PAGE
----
Detection of Radioactivity
and its measurement, units and ionising radiation sources
The radiation can be detected and measured in several ways
Radioactive contamination in a
material e.g. its activity in food, might be measured in Bq/Kg or
Biologically significant levels of
- By use of a Geiger-Muller (GM) tube and counter. This electronically amplifies the ionising effect of the radiation and is used for very accurate measurements of radioactivity and it can detect a single radioactive event.
Geiger-Muller (GM) tube and counter
set up in the laboratory may
record a background radiation of 25
counts per second.
- That means 25 individual, mainly gamma
rays, and some beta particles (probably no alpha particles) are 'hitting'
the approximately 1cm2 detector area every second.
- So, think how many must hit your body!, but
don't worry, we seem to have survived millions of years of evolution so far, and the body's
repair system can deal with a few hits!
- Just out of curiosity, look up how many
neutrino's we survive from passing through our body from the Sun every
second! its scary!!!!!
- Photographic film
reacts to radiation in the same way as it does to light. It is used in film badges by workers in the nuclear industry and hospitals to monitor how much radiation people are exposed to in their potentially harmful environment. The film is developed after specified time interval, and the amount of 'exposure'
or darkening of the film is a measure of how much radiation has 'hit' the person.
- The activity of a radioactive source
is measured in ...
units (Bq, s-1), 1
becquerel = 1 disintegration of an unstable nucleus per second.
- or in curie (Ci, 3.7 x 10-10
s-1), 1 curie = 3.7 x
1010 disintegrations per second.
- A disintegration means the decay or
breakdown of an individual unstable nucleus,
- so 1 curie = 3.7 x 1010
becquerel of unstable nuclei decaying per second.
- Doses of radiation
are measured in
gray, sievert or roentgen.
- Gray units (Gy, J kg-1)
are based on the absorbed dose of ionising radiation energy in joules per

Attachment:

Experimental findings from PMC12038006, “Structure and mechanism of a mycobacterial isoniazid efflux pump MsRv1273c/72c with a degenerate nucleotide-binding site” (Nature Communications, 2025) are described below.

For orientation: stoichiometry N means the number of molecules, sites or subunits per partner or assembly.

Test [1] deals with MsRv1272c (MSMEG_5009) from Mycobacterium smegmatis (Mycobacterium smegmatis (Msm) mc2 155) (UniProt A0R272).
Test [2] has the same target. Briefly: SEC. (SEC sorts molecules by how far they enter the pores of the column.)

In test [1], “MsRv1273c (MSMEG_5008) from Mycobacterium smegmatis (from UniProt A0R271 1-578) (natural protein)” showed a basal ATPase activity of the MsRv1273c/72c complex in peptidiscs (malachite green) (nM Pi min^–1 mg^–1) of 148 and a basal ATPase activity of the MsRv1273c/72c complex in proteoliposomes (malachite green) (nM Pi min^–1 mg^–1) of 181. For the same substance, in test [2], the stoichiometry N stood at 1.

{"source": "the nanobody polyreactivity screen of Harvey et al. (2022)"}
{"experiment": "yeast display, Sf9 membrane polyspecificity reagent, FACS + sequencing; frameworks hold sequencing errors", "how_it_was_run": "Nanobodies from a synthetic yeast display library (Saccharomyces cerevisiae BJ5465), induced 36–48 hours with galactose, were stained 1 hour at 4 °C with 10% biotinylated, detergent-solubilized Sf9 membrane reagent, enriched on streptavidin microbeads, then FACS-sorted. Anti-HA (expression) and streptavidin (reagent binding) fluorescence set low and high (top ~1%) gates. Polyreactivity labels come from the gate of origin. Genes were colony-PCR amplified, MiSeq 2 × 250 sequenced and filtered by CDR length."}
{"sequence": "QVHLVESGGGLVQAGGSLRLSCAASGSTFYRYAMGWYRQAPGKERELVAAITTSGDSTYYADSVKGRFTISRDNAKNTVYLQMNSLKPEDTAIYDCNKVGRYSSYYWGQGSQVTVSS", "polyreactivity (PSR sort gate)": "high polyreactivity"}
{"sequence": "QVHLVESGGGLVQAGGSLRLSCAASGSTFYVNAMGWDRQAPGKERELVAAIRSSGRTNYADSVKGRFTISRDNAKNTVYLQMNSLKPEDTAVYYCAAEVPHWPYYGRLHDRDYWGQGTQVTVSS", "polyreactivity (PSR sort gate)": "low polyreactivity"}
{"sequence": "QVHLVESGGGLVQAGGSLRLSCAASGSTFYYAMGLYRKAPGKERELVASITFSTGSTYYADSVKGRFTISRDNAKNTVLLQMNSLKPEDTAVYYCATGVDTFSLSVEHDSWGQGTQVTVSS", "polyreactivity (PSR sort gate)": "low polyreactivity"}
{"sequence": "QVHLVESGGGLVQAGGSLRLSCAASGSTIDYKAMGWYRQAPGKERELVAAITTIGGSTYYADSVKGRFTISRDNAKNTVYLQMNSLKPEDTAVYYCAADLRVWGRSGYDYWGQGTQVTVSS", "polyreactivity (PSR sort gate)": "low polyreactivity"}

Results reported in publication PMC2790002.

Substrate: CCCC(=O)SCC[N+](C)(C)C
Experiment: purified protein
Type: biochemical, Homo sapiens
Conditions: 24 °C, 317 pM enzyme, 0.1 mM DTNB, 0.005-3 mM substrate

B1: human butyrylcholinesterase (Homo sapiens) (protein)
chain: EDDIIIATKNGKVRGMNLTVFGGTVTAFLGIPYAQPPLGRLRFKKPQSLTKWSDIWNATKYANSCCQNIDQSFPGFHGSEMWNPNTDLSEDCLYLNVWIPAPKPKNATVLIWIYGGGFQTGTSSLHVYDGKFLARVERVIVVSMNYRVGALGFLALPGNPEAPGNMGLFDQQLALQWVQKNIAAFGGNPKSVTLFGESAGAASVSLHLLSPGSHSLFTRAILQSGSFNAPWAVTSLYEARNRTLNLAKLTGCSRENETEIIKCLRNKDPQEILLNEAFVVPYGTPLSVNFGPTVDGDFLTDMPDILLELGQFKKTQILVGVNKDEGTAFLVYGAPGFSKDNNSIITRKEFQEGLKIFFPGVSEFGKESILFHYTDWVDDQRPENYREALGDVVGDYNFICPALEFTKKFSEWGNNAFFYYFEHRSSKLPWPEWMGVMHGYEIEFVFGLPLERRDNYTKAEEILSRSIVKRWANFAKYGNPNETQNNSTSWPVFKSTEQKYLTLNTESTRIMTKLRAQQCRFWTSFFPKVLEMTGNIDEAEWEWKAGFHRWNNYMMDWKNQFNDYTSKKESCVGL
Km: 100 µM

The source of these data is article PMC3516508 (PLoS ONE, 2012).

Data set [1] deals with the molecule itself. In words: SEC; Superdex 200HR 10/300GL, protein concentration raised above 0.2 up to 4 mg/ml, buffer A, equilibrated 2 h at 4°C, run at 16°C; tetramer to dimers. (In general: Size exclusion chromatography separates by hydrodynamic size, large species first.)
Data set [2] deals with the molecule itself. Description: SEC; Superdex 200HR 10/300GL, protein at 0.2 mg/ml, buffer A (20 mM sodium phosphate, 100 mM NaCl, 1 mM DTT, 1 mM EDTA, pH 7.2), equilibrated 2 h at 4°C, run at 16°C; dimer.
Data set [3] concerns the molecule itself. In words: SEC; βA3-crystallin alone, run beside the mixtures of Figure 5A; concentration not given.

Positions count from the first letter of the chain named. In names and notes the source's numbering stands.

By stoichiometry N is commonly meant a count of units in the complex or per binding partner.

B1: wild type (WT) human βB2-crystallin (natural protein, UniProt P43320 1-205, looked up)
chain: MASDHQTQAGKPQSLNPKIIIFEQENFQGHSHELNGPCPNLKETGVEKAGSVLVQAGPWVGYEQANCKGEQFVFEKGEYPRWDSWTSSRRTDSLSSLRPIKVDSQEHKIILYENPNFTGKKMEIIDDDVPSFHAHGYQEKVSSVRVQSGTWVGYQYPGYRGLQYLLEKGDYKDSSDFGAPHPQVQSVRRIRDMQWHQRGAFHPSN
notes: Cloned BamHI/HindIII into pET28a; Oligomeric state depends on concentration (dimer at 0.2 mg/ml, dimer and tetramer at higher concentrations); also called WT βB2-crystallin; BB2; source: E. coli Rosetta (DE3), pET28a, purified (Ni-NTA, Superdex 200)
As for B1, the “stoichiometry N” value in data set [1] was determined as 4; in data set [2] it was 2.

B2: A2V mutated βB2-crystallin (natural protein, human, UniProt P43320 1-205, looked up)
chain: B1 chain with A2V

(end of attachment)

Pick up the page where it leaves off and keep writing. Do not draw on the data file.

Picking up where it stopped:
kilogram of absorbing material.
- Sievert units (Sv, J kg-1) are based on the
dose equivalent of ionising radiation and these units seem to the most
important when dealing with health and safety issues.
- Röentgen units are based on the ionising effect of the
coulombs per kilogram of material)
- 1 röentgen = 2.58 x 10-4
- Maximum dose allowed for general public:
5 mSv/year (mSv = millisievert = Sv/1000, 1 mSv = 100 mRem)
- Maximum dose allowed for radiation
workers (medical, industrial, nuclear power): 50 mSv/year
- Natural background dose rate: 1.25
- Maximum dose due to atmospheric atomic
weapon testing 1954-61: 12µSv/year (µ = micro = 10-6)
- Maximum dose due to medical and
industrial use: 120µSv/year
- Average dose due to nuclear reactors:
- Threshold for nausea ('radiation
sickness'): 1 Sv in a few
- Threshold for death: 1.5-2.0 Sv in a few
hours (not 100%, but fatalities start to occur in the days or weeks after
exposure to the radiation)
Sources of ionising radiation - emissions from radioactive sources
- If a Geiger counter is set up anywhere in the world it will register (hopefully!) a low level of radioactivity.
- This is called the background radiation and there are two sets of sources for it.
- When doing accurate experiments this
background radiation must be taken into account.
background radiation is measured and subtracted from any experimental
results using radioisotopes.
Natural sources of radiation
- Radiation from outer space eg cosmic rays from the Sun.
- Radioactivity from naturally occurring radioisotopes in rocks at the surface eg there are traces of radioisotopes of uranium in granite rocks.
- The radioactive gas Radon is formed in the process, and can build up to harmful levels in cellars.
- Radioactivity from naturally occurring radioisotopes deep in the Earth's core, the energy released keeps the core very hot and heats the magma in the Earth's mantle.
Radiation sources due to human activity
- Emissions from nuclear power stations (governed by health and safety legislation, they are allowed to emit tiny amounts of radioactive material into the environment).
- Safe storage
from power stations is a current problem that is yet to be
solved for the long-term future. It is very contentious issue for obvious
health, safety and environmental reasons and no satisfactory solution has been
found to the problem of safe waste disposal.
- The used radioisotopes and nuclear fuel
most be processed into a safer form eg a glass solid. This solid waste is
stored in long-term and leak-proof containers which could be buried in a
deep and well shielded storage area underground.
- BUT even before this long-term process,
nuclear reactor/weapon waste is particularly and exceptionally dangerously
radioactive due to radioisotopes with short half-lives. So initially it is
stored in containers under water until it has 'cooled off' and safer to
- Some idea of the
and problems in handling radioactive materials are mentioned below
in the notes on half-life data.
- Radioisotope tracers are used in industry and hospitals (see later) and so their use and disposal must be carefully controlled.
- Nuclear accidents, the worst being at Chernobyl power station in Russia. Parts of the Lake District in England are still contaminated from the 'fallout' in the rain.
- Atomic weapons testing in the 40's, 50's and 60's. The 'super powers' were testing their latest nuclear bombs in the air or on the surface, producing contaminated dust in the atmosphere. Some of the radioisotopes formed in the explosions, like strontium-90, are still around.
multiple choice QUIZZES and WORKSHEETS
word-fills on radioactivity
puzzle on radioactivity
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